Display Settings:

Format

Send to:

Choose Destination
Cochrane Database Syst Rev. 2009 Jan 21;(1):CD006296. doi: 10.1002/14651858.CD006296.pub2.

Low glycaemic index, or low glycaemic load, diets for diabetes mellitus.

Author information

  • 1Centre for Evidence Based Paediatrics Gastroenterology and Nutrition (CEBPGAN), Children's Hospital at Westmead, University of Sydney, Locked Bag 4001, Westmead , Australia, NSW 2145. dianat@chw.edu.au

Abstract

BACKGROUND:

The aim of diabetes management is to normalise blood glucose levels, since improved blood glucose control is associated with reduction in development, and progression, of complications. Nutritional factors affect blood glucose levels, however there is currently no universal approach to the optimal dietary treatment for diabetes. There is controversy about how useful the glycaemic index (GI) is in diabetic meal planning. Improved glycaemic control through diet could minimise medications, lessen risk of diabetic complications, improve quality of life and increase life expectancy.

OBJECTIVES:

To assess the effects of low glycaemic index, or low glycaemic load, diets on glycaemic control in people with diabetes.

SEARCH STRATEGY:

We performed electronic searches of The Cochrane Library, MEDLINE, EMBASE and CINAHL with no language restriction.

SELECTION CRITERIA:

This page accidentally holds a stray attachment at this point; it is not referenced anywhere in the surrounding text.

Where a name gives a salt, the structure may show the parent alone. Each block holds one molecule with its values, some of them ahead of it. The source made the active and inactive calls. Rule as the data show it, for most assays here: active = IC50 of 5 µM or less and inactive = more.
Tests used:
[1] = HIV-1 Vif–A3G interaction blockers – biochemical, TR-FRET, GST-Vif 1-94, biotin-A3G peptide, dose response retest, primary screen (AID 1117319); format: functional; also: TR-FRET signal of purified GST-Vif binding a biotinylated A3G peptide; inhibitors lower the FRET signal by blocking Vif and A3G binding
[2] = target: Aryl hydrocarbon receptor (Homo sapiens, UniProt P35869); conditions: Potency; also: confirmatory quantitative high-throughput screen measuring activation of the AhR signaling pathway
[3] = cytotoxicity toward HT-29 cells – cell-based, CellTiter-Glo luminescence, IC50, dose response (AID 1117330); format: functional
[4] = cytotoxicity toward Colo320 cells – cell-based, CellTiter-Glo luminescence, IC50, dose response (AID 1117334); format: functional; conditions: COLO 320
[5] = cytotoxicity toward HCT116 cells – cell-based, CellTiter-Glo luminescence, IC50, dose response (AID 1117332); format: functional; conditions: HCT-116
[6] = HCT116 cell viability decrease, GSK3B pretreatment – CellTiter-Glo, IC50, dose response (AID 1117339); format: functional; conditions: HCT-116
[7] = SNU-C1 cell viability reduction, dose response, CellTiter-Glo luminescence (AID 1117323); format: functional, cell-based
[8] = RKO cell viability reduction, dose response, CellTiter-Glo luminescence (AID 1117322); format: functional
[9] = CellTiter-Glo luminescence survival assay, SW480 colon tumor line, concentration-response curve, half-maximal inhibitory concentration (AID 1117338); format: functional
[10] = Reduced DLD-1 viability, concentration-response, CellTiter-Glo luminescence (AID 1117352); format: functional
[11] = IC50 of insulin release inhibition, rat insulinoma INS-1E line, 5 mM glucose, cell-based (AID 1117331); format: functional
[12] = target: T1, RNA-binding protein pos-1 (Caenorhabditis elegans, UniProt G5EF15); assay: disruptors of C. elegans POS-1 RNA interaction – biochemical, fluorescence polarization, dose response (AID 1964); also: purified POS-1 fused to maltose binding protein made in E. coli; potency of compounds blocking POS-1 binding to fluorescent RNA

We assessed randomised controlled trials of four weeks or longer that compared a low glycaemic index, or low glycaemic load, diet with a higher glycaemic index, or load, or other diet for people with either type 1 or 2 diabetes mellitus, whose diabetes was not already optimally controlled.

DATA COLLECTION AND ANALYSIS:

Two reviewers independently extracted data on study population, intervention and outcomes for each included study, using standardised data extraction forms.

MAIN RESULTS:

Eleven relevant randomised controlled trials involving 402 participants were identified. There was a significant decrease in the glycated haemoglobin A1c (HbA1c) parallel group of trials, the weighted mean difference (WMD) was -0.5% with a 95% confidence interval (CI) of - 0.9 to -0.1, P = 0.02; and in the cross-over group of trials the WMD was -0.5% with a 95% CI of -1.0 to -0.1, P = 0.03. Episodes of hypoglycaemia were significantly fewer with low compared to high GI diet in one trial (difference of -0.8 episodes per patient per month, P < 0.01), and proportion of participants reporting more than 15 hyperglycaemic episodes per month was lower for low-GI diet compared to measured carbohydrate exchange diet in another study (35% versus 66%, P = 0.006). No study reported on mortality, morbidity or costs.

AUTHORS' CONCLUSIONS:

A low-GI diet can improve glycaemic control in diabetes without compromising hypoglycaemic events.

Comment in

PMID:
19160276
[PubMed - indexed for MEDLINE]
PubMed Commons home

PubMed Commons

0 comments
How to join PubMed Commons

    Supplemental Content

    Icon for John Wiley & Sons, Inc.
    Loading ...
    Write to the Help Desk